attle of Fredericksburg, and moving in February, 1863, to Newport News, it left there March 23 to join General Burnside in the department of the Ohio and was posted at Lexington, Ky., moving afterward to Nicholasville and Middleburg. It formed part of the forces sent to Vicksburg in June, where it took part in the siege and in the movement to Jackson, Miss. Returning to Kentucky, it moved to Knoxville, Tenn., in September, was active at Blue Springs October 10, was closely engaged at Campbell's Station November 16, and was on duty during the siege. It returned to Annapolis, Md., in April, 1864, where by the reorganization of the 9th Corps it became, under Major Draper, part of the 1st Brigade, 2d Division; was engaged with loss at the Wilderness on May 6 and suffered greatly in the charge at Spotsylvania Court House May 12. On the 14th and 16th of May a detachment from the 29th Mass. Infantry, which had joined the regiment Jan. 30, 1864, and whose term of service had expired, left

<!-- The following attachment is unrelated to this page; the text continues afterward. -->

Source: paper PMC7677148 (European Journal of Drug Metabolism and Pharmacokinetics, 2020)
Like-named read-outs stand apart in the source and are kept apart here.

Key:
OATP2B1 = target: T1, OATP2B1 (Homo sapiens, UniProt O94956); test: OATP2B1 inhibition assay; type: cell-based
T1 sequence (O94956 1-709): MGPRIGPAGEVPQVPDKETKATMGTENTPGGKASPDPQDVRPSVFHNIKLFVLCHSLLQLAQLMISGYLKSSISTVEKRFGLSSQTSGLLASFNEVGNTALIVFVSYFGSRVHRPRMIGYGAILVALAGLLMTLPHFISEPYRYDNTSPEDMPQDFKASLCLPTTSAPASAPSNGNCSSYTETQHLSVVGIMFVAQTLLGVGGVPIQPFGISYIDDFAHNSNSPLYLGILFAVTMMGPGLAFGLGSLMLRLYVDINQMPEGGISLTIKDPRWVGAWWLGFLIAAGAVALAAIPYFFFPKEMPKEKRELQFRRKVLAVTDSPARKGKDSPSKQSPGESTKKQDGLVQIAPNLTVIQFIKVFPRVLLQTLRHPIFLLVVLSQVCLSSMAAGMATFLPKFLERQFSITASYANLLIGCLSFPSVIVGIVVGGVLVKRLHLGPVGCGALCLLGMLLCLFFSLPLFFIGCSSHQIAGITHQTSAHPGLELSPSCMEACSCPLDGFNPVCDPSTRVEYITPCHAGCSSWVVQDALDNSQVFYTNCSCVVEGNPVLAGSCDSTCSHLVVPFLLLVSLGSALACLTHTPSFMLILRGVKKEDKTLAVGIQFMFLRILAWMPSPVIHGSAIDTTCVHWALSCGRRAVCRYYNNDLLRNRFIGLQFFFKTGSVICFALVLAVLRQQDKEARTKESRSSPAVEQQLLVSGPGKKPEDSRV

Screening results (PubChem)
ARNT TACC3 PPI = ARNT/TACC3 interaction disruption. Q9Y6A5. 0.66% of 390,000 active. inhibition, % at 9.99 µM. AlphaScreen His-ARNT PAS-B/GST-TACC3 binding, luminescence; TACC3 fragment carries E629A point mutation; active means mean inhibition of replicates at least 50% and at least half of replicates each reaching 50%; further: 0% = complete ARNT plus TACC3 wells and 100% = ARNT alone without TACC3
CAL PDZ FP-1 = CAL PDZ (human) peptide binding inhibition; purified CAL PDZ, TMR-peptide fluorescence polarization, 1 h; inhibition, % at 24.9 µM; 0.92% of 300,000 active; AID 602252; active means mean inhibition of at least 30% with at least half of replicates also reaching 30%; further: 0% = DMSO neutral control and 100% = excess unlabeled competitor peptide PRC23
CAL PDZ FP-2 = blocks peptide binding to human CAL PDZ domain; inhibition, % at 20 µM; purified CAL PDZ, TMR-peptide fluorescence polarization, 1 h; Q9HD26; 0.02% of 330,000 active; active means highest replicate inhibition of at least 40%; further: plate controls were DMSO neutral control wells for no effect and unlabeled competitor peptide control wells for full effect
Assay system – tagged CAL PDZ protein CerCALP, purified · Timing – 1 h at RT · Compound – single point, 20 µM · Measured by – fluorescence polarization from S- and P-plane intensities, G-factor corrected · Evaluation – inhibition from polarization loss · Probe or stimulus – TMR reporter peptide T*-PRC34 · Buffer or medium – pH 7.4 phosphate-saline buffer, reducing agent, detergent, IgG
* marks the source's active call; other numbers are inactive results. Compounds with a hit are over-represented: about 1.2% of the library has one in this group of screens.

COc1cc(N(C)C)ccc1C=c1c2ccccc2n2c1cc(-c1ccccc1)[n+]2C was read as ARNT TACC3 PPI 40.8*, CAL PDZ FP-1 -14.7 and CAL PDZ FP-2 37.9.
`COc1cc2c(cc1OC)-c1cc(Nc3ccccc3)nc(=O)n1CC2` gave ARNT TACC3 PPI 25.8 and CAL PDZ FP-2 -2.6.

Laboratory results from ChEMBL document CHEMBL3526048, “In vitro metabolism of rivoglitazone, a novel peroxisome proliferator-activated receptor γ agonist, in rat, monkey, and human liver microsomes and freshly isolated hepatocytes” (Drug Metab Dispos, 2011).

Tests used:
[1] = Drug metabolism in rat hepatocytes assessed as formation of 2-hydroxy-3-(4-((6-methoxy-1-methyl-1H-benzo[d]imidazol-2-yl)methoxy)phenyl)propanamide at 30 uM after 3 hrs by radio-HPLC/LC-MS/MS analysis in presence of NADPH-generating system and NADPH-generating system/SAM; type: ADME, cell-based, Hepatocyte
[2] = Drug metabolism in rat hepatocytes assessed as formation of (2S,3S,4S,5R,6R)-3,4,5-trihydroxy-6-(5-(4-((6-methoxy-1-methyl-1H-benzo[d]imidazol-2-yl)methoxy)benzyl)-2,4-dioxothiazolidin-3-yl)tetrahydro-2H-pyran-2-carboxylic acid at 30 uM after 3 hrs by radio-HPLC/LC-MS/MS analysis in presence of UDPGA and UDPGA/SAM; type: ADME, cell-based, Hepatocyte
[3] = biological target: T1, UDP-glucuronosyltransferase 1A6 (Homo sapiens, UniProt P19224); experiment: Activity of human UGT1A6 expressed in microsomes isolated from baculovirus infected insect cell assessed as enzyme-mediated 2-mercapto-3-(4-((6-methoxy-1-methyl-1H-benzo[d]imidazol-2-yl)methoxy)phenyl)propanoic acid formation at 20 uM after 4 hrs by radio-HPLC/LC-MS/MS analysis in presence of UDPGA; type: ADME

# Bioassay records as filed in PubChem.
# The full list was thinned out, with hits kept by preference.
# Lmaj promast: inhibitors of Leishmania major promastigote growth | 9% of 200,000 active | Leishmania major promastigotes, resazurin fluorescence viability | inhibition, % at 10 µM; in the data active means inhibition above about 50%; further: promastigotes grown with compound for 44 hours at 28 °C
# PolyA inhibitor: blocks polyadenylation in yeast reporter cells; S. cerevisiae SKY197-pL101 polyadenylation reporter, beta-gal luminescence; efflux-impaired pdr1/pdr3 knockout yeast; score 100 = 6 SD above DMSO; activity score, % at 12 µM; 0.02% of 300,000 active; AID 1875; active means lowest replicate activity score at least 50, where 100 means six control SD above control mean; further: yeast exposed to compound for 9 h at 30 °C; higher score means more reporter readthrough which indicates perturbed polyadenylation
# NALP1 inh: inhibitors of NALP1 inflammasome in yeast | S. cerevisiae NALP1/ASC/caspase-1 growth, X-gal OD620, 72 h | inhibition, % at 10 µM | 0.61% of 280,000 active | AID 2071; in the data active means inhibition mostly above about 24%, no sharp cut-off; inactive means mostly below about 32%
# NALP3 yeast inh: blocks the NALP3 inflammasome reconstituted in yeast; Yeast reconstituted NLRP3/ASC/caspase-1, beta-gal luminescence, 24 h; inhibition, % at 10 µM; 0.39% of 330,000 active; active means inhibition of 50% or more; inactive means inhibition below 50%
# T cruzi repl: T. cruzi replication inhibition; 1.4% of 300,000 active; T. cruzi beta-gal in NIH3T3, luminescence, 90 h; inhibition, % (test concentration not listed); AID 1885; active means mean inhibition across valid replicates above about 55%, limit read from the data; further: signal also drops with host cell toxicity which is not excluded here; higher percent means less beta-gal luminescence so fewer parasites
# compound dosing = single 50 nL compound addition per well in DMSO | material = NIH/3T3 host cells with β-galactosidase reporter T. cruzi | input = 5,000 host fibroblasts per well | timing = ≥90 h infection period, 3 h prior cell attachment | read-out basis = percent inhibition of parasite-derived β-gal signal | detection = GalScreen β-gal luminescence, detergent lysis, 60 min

Winchendon (Massachusetts, United States) (search for this): chapter 109
above) serving elsewhere within regiment.––––––1111–––4 Totals,6–3442234633–40 Actual total of members of regiment,— Officers,1568–––––––––––83 Enlisted men, Including non-commissioned staff.9–102100971041069810114118414641,192 Totals,–––––––––––––1,275 The 36th Mass. Infantry was organized in the summer of 1862 at Camp John E. Wool, Worcester, in response to the President's call for three years troops in July. The regiment represented in its members the towns of Charlestown, Winchendon and vicinity, and the eastern and western towns of Worcester County. On September 2 it left camp for Washington, under command of Col. Henry Bowman, who had been made prisoner at Ball's Bluff while captain of the 15th Infantry, and after his release commissioned major of the 34th Mass. Infantry. It was assigned to General Burnside's command and joined the 9th Corps near Sharpsburg, Md., September 21, forming part of the 3